Odysee/Rumble uses a protocol that allows users to ‘agree’ on whether the slug (http://website/your-video-slug-here) is appropriate for the content, and has a system to ask ‘do users have a stake in distributing this information’ which could be used as well. also has user-based ‘juries’ where you can get paid in Minds tokens to participate in adjudicating cases that potentially violate the rules.

      Put some of those ideas together and it’s not a huge leap. Tags can be MUCH easier to agree on & define strict interpretations for, and for edge cases you can use a jury of your peers (basically people can vote on whether a tag is appropriate or not).

  3. I think that which concerns me most might be the attempt to exclude certain kinds of speech from litigation.

    If one was purely concerned about an excess of irresponsible lawyering, one would also mention Ben Crump and Marilyn Mosby. Because those two are no more responsible than those lawyers who assured us that their lawsuits would result in our grievances being addressed. That one picks only the allegedly unfounded statements of political opponents, instead of opponents, neutrals, and allies, shows that one is partisanly, not professionally, motivated.

    If conservatives want a legal system that represents them fairly, they can make their own.

    I have seriously investigated that avenue of remedy. Okay, my results are an absolutely terrible plan, but I have made an attempt.

  4. Censorship is one of two places where my libertarian “let it all be free/ harm none, do as thou wilt” collides with “kids shouldn’t be exposed to THAT.” I oppose censoring ideas and books, and speech in general—direct incitement to riot or murder being an exception. What to do about it? Ah, that’s where I have to say, “I don’t know.” Vote with your dollars, find ways around the censorship, complain and protest, preserve hard copies if possible . . . None of which really help when The Powers That Be (of any kind) hide the data so that you don’t even know it existed to begin with.

    1. I have the same issue. But I’d say that parents are responsible for what their kids see. Yes, kids see stuff because other parents don’t control, but then you get those discussion opportunities with your kids. But, yeah. That sort of censoring should be between parents and kids.

  5. I’d argue that making the possession of kiddie port illegal isn’t censoring. To get kiddie porn, one must exploit and abuse children. That right there is criminal behavior. Therefore by creating, collecting, distributing, and watching kiddie porn you are contributing to criminal activity.

    As for me? I’m writing as much as I can about “forbidden” topics where and when I can. I will be increasing my writing.

    1. I’m with beckyj47 about the children. And any other rape. But if I had a facebook it would be pg13 because that’s how I roll. But if someone wants to run p**nhub, good luck with that.

  6. A) The USA is a country where putting up a sign that says “F- Joe Biden!” is a crime, because F- word. Maybe start start looking for the problem there.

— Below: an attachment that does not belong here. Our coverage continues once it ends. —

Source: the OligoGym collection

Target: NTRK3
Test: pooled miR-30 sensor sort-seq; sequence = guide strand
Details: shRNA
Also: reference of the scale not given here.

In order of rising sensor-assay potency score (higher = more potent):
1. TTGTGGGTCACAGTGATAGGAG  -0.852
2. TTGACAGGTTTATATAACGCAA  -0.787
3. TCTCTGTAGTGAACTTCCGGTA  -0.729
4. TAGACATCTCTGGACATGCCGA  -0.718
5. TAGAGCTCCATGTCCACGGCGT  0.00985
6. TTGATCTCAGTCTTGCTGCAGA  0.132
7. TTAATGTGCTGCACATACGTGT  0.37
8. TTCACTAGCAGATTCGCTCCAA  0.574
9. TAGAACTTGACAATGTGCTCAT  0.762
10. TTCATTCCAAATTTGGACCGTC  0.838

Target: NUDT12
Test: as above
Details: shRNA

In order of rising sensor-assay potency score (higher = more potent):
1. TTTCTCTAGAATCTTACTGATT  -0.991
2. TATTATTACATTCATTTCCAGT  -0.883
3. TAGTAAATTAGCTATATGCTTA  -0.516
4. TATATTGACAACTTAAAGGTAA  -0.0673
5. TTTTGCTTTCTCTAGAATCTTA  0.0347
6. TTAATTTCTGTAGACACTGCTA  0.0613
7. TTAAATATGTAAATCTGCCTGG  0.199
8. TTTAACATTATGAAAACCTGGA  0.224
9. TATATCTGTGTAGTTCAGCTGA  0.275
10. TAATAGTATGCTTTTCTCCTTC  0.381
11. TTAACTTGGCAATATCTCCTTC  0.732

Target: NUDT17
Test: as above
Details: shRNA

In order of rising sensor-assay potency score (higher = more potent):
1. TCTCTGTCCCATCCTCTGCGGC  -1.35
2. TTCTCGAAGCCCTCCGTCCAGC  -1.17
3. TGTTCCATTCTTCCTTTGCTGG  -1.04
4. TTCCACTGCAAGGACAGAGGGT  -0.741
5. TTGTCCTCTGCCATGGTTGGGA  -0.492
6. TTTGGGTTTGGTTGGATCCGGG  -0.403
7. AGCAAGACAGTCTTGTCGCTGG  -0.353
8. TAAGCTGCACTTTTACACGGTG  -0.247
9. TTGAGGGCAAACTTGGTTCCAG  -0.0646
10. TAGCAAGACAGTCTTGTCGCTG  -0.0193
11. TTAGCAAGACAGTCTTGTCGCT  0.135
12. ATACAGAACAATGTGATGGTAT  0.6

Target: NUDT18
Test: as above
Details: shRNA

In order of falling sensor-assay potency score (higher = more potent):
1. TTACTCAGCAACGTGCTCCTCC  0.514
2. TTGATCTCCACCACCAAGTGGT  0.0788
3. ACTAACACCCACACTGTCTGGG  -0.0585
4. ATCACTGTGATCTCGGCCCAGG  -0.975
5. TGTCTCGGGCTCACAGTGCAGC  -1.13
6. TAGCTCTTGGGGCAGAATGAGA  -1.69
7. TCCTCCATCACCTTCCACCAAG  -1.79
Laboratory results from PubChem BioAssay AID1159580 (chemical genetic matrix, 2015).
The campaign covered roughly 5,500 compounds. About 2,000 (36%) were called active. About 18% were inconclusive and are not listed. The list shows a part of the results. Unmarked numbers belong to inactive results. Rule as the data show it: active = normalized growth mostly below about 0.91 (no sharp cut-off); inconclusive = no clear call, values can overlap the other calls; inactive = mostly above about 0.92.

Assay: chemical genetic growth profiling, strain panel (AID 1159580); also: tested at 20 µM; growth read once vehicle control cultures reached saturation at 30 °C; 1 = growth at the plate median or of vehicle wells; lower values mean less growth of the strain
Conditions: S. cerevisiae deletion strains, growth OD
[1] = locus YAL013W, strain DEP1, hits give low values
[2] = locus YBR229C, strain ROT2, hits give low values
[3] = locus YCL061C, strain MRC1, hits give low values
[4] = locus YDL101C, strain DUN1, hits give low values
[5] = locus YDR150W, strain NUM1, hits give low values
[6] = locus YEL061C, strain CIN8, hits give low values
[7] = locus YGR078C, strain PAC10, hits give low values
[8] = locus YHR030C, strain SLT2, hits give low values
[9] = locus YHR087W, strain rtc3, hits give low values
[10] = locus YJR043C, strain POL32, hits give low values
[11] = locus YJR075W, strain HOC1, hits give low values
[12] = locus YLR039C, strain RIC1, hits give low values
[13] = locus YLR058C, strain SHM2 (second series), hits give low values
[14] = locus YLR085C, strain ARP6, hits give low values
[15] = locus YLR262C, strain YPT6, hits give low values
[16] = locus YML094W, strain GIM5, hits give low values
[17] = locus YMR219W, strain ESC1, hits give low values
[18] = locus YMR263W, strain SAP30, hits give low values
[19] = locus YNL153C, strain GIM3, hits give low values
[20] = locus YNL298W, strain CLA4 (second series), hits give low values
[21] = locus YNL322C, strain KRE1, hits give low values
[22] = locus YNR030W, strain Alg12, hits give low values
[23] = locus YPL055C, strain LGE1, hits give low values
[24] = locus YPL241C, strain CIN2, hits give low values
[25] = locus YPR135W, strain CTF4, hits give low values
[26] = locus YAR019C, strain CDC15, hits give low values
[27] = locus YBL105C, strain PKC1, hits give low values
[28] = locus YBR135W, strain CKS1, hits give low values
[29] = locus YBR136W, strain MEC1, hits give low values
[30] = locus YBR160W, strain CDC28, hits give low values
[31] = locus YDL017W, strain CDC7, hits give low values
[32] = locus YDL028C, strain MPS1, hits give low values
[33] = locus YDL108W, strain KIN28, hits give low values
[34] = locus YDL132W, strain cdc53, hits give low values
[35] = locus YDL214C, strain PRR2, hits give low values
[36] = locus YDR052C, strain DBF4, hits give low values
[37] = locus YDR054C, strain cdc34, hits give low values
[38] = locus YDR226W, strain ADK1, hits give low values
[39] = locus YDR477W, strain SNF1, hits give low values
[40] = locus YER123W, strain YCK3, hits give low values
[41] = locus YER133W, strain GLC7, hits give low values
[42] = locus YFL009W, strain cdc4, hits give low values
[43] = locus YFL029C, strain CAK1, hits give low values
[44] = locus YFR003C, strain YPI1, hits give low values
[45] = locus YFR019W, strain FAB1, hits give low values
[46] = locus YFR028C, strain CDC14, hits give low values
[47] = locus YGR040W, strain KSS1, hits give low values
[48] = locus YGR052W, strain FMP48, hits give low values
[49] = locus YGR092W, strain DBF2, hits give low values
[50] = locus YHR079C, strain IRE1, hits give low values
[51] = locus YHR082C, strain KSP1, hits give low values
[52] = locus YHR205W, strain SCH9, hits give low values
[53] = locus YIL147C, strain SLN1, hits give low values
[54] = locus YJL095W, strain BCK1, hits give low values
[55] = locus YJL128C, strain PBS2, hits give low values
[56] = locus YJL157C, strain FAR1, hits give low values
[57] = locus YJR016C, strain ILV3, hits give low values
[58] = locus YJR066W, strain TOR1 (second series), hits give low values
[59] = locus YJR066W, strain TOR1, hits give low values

B) Privatizing censorship -seems- like what’s happening, but IMHO this is more the European Fascist model where Big Government tells Big Business and Big Media what to do, and they go do it. Technically separate, de-facto a monolithic structure.

    What to do about it? Well, it took ~10 years and WWII to sink the Third Reich, but this time -we- are the Third Reich. It took 80 years and several wars to destroy the Soviet Union, the one that hurt them the worst was Afghanistan.

    We just finished doing the same thing they did in Afghanistan (I’m including Canaduh here), and FDR’s New Deal was about ~80 years ago, so we’re about on timeline to come apart just like the Soviet Union. It’ll be a race to see if Pax Americana falls apart before the PRC.

    What am -I- doing about it? All I can do is boycott their media and internet outlets, which I do. No cable TV, no radio, no newspapers, and no dead-tree books. I restrict my web surfing to sites I have previously found reliable, but I remain vigilant that they don’t go the way of Little Green Footballs, Andrew Sullivan or Drudge Report.

    In this way I can at least keep track of who’s lying the loudest this week, and keep their depressing shit out of my mental space to a certain extent.

    But those are all passive things. Active, the only avenue of attack I have open to me is my fiction. I refuse to write everyone is horrible, everybody does it grey goo. In my books, everybody DOES NOT do it. The ones who are bad get their asses handed to them. Nobody dies, nobody gets tortured, no disgusting lust triangles, no mangled children, drowned kittens or any of the rest of the panoply of socialist horseshit we see all around us every day.

    F- ’em. I’m not playing.

    By the way, I figured out how Valkyries attack an armored hotel. One word, my friends: Spectre. And two more words of reminder for all you military nerds on how to get off a too-short runway: Fat Albert.

    This is much more fun than grey goo.

Comments are closed.

Up ↑

%d bloggers like this: